Our research indicated that out of all variables that may influence valuation, including projected exit value, geography, vintage year, business sector, etc., the highest correlated drivers for angel investment opportunities are:
- A venture’s maturity
- The uncertainty surrounding how a venture fairs with respect to each of the key value drivers described earlier
Many other factors tended to be much less significant in comparison to these two factors. Even though the price-to-sales multiplier used to project exit value is important, it turns out to be highly damped and is strongly correlated to maturity.
Our overall valuation module blends the effect of current market conditions (price-to-sales ratios, market size and growth, etc.) with the more stable and well-known historical sustained values (the comps) to generate a valuation. In this way, the model accommodates current market effects and past trends, segmented by business sector and geography.
The blended valuation resulting from these first two modules is always provided in a context of risk and opportunity (a risk bar), which is where Real Options come into play.
Real Options is a retooling of the Nobel Prize-winning Black-Scholes Options model commonly used in finance. Although it’s great for finance, there are many limitations with the Black-Scholes Options model, such as the “risk-free” rate, the discount calculation itself, and the parameter of sigma (measure of uncertainty) when applied to non-financial assets. Real Options methodologies were invented, in part, to accommodate input variables common to “real” assets, such as when there is limited knowledge and it’s impossible to exactly describe a future outcome.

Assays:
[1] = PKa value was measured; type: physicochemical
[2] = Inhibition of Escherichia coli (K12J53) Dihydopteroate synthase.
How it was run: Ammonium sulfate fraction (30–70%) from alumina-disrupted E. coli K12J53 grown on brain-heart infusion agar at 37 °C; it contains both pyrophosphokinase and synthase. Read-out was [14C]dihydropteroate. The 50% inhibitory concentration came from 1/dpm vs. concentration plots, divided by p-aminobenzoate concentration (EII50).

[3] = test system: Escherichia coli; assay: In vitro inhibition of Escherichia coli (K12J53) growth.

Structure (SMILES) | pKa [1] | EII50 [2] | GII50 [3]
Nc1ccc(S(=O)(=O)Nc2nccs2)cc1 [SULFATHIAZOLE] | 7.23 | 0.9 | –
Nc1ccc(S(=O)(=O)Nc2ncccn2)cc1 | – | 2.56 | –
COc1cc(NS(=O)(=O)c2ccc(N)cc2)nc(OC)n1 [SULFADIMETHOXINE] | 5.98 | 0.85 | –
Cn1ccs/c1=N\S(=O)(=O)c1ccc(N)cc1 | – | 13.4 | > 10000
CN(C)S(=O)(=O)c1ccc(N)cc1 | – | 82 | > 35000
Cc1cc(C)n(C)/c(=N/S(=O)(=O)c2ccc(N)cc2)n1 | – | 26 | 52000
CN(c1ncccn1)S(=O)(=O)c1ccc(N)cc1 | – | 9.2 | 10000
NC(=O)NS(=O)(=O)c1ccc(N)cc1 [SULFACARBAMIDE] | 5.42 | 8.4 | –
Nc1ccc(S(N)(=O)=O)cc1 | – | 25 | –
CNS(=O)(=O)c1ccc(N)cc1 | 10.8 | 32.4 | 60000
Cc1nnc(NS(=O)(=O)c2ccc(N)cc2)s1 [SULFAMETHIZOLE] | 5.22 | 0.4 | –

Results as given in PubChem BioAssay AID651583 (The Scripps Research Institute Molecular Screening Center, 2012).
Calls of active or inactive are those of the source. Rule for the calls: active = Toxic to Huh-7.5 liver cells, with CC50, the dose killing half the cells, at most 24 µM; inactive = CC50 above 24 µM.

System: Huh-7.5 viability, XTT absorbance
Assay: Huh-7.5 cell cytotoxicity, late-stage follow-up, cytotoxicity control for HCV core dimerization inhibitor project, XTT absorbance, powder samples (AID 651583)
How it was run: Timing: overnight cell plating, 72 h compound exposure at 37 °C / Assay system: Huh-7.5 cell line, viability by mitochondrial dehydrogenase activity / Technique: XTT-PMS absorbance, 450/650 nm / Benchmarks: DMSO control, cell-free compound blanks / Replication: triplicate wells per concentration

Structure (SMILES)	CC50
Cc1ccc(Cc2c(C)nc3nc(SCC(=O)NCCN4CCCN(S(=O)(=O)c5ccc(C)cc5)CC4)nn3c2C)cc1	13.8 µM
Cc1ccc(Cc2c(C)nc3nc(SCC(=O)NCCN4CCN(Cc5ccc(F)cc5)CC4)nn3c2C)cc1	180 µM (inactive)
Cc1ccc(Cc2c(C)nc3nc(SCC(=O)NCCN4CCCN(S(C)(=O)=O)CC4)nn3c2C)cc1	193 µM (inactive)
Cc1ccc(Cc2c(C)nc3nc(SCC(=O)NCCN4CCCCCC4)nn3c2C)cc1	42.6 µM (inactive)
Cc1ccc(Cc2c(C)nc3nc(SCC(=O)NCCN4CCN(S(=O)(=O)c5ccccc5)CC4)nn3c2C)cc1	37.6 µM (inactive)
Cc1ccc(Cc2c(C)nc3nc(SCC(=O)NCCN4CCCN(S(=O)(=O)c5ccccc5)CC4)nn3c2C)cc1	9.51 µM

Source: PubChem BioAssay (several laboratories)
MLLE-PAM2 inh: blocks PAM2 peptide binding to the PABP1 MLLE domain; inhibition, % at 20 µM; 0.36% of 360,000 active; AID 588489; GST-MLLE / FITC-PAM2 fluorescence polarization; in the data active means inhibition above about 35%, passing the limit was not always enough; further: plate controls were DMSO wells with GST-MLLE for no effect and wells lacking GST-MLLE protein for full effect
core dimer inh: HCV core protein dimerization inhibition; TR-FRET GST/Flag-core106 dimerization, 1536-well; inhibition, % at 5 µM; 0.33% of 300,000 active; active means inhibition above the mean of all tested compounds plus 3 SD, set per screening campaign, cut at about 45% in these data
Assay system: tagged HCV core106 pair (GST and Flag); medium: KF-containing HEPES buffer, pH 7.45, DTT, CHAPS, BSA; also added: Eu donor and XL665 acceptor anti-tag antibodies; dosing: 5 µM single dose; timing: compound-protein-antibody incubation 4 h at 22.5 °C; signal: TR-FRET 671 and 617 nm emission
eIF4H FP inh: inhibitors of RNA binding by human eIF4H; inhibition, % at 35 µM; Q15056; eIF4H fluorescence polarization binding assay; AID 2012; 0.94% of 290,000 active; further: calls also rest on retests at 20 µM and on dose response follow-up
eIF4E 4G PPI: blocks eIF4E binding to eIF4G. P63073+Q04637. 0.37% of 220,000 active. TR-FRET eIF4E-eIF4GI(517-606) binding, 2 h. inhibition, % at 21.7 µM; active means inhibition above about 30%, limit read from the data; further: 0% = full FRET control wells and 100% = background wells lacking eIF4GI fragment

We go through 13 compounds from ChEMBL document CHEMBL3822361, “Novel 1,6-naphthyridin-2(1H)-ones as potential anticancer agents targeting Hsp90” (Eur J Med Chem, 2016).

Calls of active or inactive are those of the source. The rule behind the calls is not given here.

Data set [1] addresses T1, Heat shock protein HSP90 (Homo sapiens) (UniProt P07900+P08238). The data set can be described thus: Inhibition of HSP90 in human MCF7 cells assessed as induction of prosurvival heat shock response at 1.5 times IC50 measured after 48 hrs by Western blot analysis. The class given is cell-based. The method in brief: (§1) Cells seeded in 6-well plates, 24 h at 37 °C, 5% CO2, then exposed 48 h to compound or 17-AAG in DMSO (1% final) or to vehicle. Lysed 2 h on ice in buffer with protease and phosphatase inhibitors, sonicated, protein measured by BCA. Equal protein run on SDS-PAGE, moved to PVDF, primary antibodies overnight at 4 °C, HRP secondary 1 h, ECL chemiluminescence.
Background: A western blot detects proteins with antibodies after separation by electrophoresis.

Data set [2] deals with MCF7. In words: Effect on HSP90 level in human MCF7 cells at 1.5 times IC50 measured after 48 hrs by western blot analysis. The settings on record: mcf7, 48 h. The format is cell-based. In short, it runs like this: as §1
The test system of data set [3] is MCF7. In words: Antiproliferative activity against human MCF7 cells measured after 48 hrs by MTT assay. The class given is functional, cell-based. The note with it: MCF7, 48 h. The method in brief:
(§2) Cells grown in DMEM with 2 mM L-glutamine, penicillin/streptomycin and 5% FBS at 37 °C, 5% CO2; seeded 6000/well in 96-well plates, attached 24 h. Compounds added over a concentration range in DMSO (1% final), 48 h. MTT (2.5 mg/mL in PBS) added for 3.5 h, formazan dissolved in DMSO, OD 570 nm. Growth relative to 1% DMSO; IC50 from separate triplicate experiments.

With respect to many of the questions in Worthworm, the user is asked to identify how confident he or she is with the answer on a scale of low, medium, or high. These inputs are used by our Real Options algorithms to identify areas of risk and opportunity in the context of a venture’s value. For example, an entrepreneur could diminish the level of uncertainty or risk associated with a key value driver by conducting additional research, which could improve the venture’s PMV. Similarly, our Real Options algorithms identify where there is an opportunity to increase the venture’s PMV by allocating financial resources to a key valuation driver.
We anticipate that the insights gained through our Real Options module will spark strategic discussions between entrepreneurs and investors to ensure that the proposed uses of capital will lift a venture’s value to its greatest level in the least amount of time, which is a common objective that the parties should share. In addition, because Worthworm can measure uncertainty at a given moment in a venture’s evolution, it helps users make more informed decisions today, as well strategically manage the venture on an ongoing basis.
Not the “Holy Grail,” but a significant step toward shifting the conversation
We don’t claim that Worthworm is the “Holy Grail” of determining an accurate or non-negotiable PMV. But, our hope is that it takes the guesswork out of the valuation process and standardizes due diligence to bring entrepreneurs and angel investors closer together from the outset. When the two parties have a stronger, more reliable starting point, it shifts the focus from calculations and methods to a more productive conversation about the business’ future.
Curious about how much your venture could be worth? Or looking for a world-class teaching tool? Or are you trying to do due diligence on potential deals? Then try a subscription to Worthworm, and let us help you.